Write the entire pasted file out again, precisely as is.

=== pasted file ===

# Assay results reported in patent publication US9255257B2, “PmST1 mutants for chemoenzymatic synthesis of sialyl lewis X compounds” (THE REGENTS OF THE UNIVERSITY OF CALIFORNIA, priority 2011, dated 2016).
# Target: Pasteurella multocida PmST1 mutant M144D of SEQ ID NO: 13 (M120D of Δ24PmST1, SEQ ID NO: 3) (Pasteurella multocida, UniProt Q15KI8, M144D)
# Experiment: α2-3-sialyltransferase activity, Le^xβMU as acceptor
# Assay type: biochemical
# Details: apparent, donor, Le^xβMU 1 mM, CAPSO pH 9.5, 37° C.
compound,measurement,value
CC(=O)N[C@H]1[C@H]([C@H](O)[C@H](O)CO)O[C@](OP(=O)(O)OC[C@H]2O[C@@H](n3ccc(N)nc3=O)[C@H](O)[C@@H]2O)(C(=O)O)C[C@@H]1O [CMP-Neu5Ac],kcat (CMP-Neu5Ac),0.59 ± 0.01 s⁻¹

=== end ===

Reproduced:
# Assay results reported in patent publication US9255257B2, “PmST1 mutants for chemoenzymatic synthesis of sialyl lewis X compounds” (THE REGENTS OF THE UNIVERSITY OF CALIFORNIA, priority 2011, dated 2016).
# Target: Pasteurella multocida PmST1 mutant M144D of SEQ ID NO: 13 (M120D of Δ24PmST1, SEQ ID NO: 3) (Pasteurella multocida, UniProt Q15KI8, M144D)
# Experiment: α2-3-sialyltransferase activity, Le^xβMU as acceptor
# Assay type: biochemical
# Details: apparent, donor, Le^xβMU 1 mM, CAPSO pH 9.5, 37° C.
compound,measurement,value
CC(=O)N[C@H]1[C@H]([C@H](O)[C@H](O)CO)O[C@](OP(=O)(O)OC[C@H]2O[C@@H](n3ccc(N)nc3=O)[C@H](O)[C@@H]2O)(C(=O)O)C[C@@H]1O [CMP-Neu5Ac],kcat (CMP-Neu5Ac),0.59 ± 0.01 s⁻¹